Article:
hallucination

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Related to Hypnagogic hallucination: narcolepsy, hypnopompic hallucination
See: figment, insanity, phantom

HALLUCINATION, med. jur. It is a species of mania, by which "an idea reproduced by the memory is associated and embodied by the imagination." This state of mind is sometimes called delusion or waking dreams.
     2. An attempt has been made to distinguish hallucinations from illusions; the former are said to be dependent on the state of the intellectual organs and, the latter, on that of those of sense. Ray, Med. Jur. Sec. 99; 1 Beck, med. Jur. 538, note. An instance is given of a temporary hallucination in the celebrated Ben Johnson, the poet. He told a friend of his that he had spent many a night in looking at his great toe, about which he had seen Turks and Tartars, Romans and Carthagenians, fight, in his imagination. 1 Coll. on Lun. 34. If, instead of being temporary, this affection of his mind had been permanent, he would doubtless have been considered insane. See, on the subject of spectral illusions, Hibbert, Alderson and Farrar's Essays; Scott on Demonology, &c.; Bostock's Physiology, vol. 3, p. 91, 161; 1 Esquirol, Maladies Mentales, 159.

References in periodicals archive ?
Seventy-four percent of these narcoleptics reported hypnagogic hallucinations, 71% cataplexy, 53% sleep onset paralysis and 44% awakening paralysis.
The patient was a 6-year old female who was hospitalized with the written consent of her parents because of visual hypnagogic hallucinations and other symptoms that had gradually exacerbated over the last 10 months.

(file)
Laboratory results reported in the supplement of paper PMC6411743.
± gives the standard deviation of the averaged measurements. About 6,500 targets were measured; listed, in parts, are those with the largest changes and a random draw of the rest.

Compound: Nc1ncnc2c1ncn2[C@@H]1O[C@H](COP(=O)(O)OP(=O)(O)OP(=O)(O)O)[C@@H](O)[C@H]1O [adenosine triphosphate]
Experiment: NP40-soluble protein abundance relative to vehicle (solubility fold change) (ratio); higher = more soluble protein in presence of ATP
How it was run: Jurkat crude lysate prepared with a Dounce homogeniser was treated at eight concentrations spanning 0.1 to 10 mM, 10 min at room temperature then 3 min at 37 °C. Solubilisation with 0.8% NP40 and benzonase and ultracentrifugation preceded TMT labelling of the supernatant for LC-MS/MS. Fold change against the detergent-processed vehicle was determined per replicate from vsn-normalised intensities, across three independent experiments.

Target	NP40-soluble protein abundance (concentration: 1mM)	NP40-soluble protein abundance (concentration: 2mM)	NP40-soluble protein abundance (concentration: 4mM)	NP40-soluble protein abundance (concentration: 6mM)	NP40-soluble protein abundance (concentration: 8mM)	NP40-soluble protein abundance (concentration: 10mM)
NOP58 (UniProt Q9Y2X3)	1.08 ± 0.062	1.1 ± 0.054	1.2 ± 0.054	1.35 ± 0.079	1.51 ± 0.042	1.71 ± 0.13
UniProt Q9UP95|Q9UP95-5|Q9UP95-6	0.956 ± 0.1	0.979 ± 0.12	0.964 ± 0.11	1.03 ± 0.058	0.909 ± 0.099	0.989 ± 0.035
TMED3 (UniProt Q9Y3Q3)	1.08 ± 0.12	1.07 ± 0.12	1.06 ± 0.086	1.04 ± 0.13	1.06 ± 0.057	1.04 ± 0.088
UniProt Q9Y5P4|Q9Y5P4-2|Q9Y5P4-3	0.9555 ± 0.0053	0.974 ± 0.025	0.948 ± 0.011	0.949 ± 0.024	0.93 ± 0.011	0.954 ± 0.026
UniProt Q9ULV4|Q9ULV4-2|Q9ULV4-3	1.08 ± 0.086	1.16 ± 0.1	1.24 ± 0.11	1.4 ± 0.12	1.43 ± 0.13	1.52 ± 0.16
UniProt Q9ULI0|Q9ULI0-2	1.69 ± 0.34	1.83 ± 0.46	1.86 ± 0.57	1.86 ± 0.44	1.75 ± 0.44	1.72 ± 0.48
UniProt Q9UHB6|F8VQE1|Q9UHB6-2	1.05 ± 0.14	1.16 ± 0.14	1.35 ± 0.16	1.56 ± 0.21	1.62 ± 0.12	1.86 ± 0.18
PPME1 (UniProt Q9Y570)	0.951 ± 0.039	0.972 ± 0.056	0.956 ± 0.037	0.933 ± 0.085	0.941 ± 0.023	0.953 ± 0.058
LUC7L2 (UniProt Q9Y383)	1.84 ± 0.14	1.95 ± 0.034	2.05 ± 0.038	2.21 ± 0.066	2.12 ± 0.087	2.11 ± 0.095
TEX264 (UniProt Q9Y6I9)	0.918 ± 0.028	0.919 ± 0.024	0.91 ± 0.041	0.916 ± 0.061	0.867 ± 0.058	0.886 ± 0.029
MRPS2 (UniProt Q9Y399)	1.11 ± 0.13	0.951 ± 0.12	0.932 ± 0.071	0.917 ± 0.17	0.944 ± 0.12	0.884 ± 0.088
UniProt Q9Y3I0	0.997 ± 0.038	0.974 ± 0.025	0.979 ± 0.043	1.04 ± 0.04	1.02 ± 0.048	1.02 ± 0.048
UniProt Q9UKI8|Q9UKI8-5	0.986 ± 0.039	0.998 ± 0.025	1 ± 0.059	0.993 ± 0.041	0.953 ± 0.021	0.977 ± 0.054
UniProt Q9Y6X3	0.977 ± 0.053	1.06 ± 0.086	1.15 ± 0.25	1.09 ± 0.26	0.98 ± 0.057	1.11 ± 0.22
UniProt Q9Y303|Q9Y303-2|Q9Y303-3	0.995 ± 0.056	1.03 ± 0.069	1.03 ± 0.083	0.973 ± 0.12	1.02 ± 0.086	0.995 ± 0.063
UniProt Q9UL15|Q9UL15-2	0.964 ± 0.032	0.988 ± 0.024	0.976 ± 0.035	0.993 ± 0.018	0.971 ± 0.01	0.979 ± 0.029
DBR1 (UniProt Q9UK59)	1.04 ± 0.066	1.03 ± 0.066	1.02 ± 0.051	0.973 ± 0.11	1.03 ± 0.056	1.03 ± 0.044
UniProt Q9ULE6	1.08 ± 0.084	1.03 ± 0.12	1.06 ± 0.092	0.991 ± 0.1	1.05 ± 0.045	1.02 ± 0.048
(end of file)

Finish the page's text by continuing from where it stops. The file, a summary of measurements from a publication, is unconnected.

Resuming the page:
Narcolepsy is classically a tetrad of symptoms including EDS, cataplexy, sleep paralysis, and hypnagogic hallucinations.
Clinicians have also reported cases of narcolepsy with prominent hypnagogic hallucinations that were mistakenly diagnosed as schizophrenia.
Excessive daytime sleepiness generally persists throughout life, but sleep paralysis and hypnagogic hallucinations may not.
8,9) Its 4 classic symptoms are EDS, cataplexy (a sudden drop in muscle tone that is triggered by emotional factors), sleep paralysis (a generalized flaccid paralysis that happens slightly before or at the time of falling asleep or on awakening), and hypnagogic hallucinations (hallucinations that occur while falling asleep).
Since Gelineau's initial description, the definition of narcolepsy has changed slightly to encompass these four symptoms: excessive sleepiness and/or uncontrolled episodes of overwhelming sleepiness (often called "sleep attacks"); hypnagogic hallucinations (realistic imagery occurring with the onset of sleep); sleep paralysis (inability to move just as one is awakening or going to sleep); and cataplexy (sudden, brief loss of muscle tone triggered by strong emotions).
Hypnagogic hallucinations - vivid, realistic imagery occurring just as a person is falling asleep
The recognition of two additional features, hypnagogic hallucinations (the onset of dreams while still awake) and sleep paralysis (a temporary loss of muscle tone or an inability to perform voluntary movements either at sleep onset or upon awakening), were added by Yoss and Daly in 1957.